“Why not put your name by all the others?…”

[hupso_hide][hupso title=”.@CNBC, @JaneWells grills @Wendys CEO on refusal to commit to the #FairFoodProgram” url=”http://ciw-online.org/”]

Social Responsibility Live!  CNBC reporter grills Wendy’s CEO on refusal to commit to the Fair Food Program during live interview after Twitter-verse demands answers…


(jump ahead to the 2:58 mark to watch Question #4 on the Fair Food Program)

There is no escape these days for Wendy’s CEO Emil Brolick from one simple question: Why won’t Wendy’s sign an agreement with the CIW and join the Fair Food Program?  

From shareholder meeting showdowns, to massive marches through the company’s hometown of Dublin, OH, to open letters from religious leaders across the country demanding real social responsibility from the hamburger giant, Wendy’s is coming under increasing pressure to join the rest of the fast-food industry and sign on to the most progressive, most effective human rights standards in the US agricultural industry today, the CIW’s Fair Food Program.  And Emil Brolick, the company’s CEO and point man on this particular topic, is looking more and more uncomfortable each and every time he is forced to answer the question with the same stale, public relations double-speak. 

Yesterday, Mr. Brolick found himself once again called upon to perform his awkward talking points two-step, this time on live TV, thanks to overwhelming demand by consumers through Twitter.  Ahead of her Wednesday interview with Mr. Brolick, CNBC Host Jane Wells turned to the wide world of Twitter for questions she might want to ask the head of one of the country’s largest fast food burger chains:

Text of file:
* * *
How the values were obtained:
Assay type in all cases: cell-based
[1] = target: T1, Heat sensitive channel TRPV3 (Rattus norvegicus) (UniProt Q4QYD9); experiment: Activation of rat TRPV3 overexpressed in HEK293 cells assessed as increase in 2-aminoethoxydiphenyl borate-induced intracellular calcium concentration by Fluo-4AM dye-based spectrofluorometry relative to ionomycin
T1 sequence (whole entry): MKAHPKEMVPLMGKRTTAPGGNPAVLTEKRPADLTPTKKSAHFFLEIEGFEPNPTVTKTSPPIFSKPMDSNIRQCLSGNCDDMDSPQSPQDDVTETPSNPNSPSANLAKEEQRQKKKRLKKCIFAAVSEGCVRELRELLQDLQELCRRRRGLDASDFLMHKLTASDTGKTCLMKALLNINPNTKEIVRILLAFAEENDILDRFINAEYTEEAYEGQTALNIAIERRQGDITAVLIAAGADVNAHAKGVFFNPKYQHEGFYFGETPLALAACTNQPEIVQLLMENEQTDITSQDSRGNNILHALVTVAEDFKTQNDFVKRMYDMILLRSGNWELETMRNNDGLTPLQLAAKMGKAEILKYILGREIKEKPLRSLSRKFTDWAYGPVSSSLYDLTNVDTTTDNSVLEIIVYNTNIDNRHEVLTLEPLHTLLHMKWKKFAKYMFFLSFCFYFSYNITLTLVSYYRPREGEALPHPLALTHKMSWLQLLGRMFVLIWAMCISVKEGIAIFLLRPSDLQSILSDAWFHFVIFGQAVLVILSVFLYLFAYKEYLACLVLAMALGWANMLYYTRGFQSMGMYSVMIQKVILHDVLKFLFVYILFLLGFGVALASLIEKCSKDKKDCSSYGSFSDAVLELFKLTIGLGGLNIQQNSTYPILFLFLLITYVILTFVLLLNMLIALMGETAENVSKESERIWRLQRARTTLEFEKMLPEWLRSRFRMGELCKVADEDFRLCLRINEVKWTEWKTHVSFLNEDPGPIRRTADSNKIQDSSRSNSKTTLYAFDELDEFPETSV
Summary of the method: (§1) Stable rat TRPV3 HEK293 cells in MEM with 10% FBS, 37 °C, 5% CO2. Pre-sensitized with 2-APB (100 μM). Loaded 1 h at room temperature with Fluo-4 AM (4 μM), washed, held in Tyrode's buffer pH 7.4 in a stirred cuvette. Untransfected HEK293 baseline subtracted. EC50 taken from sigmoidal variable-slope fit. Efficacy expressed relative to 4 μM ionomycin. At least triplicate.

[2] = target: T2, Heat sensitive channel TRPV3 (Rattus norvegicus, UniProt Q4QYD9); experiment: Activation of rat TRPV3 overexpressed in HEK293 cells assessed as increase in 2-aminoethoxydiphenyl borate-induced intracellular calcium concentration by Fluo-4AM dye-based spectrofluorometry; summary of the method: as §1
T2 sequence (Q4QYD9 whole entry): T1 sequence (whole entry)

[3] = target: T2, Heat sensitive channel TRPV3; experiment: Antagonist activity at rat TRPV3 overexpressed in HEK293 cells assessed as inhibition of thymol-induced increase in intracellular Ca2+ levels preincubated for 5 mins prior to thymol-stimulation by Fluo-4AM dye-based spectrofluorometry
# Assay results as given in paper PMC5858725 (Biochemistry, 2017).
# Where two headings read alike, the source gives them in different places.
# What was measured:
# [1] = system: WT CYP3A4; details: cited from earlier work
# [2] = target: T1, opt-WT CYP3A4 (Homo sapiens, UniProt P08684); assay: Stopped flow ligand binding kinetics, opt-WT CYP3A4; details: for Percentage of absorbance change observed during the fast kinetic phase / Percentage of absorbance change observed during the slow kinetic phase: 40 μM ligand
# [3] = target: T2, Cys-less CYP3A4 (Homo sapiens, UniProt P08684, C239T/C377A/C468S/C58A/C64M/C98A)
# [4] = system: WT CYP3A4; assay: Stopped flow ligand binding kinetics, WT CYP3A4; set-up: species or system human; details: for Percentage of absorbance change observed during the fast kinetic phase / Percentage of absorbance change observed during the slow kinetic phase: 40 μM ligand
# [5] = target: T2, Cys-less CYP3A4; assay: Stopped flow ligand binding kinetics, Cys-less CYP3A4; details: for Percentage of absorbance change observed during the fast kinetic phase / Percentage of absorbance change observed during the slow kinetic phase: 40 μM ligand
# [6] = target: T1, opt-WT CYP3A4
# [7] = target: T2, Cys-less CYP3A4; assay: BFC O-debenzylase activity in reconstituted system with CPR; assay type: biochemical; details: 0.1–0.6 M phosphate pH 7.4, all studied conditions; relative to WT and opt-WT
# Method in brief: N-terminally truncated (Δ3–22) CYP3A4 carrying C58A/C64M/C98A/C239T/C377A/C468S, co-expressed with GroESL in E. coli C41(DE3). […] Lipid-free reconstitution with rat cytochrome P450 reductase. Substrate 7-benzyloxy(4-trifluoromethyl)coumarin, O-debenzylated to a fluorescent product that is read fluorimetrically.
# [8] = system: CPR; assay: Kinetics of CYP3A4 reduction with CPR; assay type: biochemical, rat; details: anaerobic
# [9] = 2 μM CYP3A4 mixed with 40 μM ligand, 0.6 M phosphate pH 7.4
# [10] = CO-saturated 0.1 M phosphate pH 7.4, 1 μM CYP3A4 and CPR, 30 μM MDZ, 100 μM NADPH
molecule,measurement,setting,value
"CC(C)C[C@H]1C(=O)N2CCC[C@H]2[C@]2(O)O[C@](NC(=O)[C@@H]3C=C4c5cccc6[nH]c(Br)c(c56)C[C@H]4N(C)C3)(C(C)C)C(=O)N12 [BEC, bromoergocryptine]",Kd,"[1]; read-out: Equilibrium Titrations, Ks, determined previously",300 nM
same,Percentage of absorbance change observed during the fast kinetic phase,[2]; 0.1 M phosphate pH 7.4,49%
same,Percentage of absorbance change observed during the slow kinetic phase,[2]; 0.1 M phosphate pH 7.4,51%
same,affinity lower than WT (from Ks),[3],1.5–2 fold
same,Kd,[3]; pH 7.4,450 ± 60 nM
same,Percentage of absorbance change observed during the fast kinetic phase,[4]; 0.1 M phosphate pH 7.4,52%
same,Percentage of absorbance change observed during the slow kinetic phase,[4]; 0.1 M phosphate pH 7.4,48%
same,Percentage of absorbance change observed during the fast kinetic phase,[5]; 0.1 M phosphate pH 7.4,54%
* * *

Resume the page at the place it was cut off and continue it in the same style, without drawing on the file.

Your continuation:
And just like that, the #FairFoodNation sprang into action.  Among the countless tweets and re-tweets, here are a few highlights from supporters, hailing from Florida to Ohio:

With such overwhelming support, the Fair Food question made the cut and was put to Mr. Brolick in the interview, filmed behind the counter of a Wendy’s restaurant.  Here again is the interview in full, but you may want to skip ahead to the 2:58 mark, where Ms. Wells asks her question about the Fair Food Program (which is prefaced, we should say, with the words “and I got a LOT about this“…):

You’ll note that Ms. Wells wasn’t content to allow Mr. Brolick to get away with his stock answer and slide to the next question.  Instead, she pressed him again, asking: “So why not put your own name there with the others?”  If Wendy’s is in fact “supporting the Fair Food Program” in their Florida tomato purchases, why not make the commitment real by signing a Fair Food Agreement?  

Sadly, Mr. Brolick had already exhausted his talking points on the issue and her follow-up was met with an even emptier version of the same tired answer.  

Turns out Frosties and breakfast sandwiches aren’t the only things on the minds of Wendy’s customers, and burgers weren’t the only thing on the grill yesterday at one Wendy’s restaurant!  In the twenty-first century food industry, it is no longer possible to dismiss human rights issues as if they were only passing public relations crises.  Communication is no longer a one-way street — the role of Twitter in this particular instance is a perfect example of that new reality — and complex questions about grinding, generational poverty, sexual harassment, and forced labor in your company’s supply chain will not go away with facile answers and talking points.  Sooner or later, Wendy’s and Mr. Brolick will finally get that message and we will be spared this sort of insulting public relations pablum in response to real issues of human dignity.  One can only hope — for workers’ sake, and for Wendy’s sake — that it be sooner rather than later. 

Stay tuned for more exciting updates from the Wendy’s front later this week…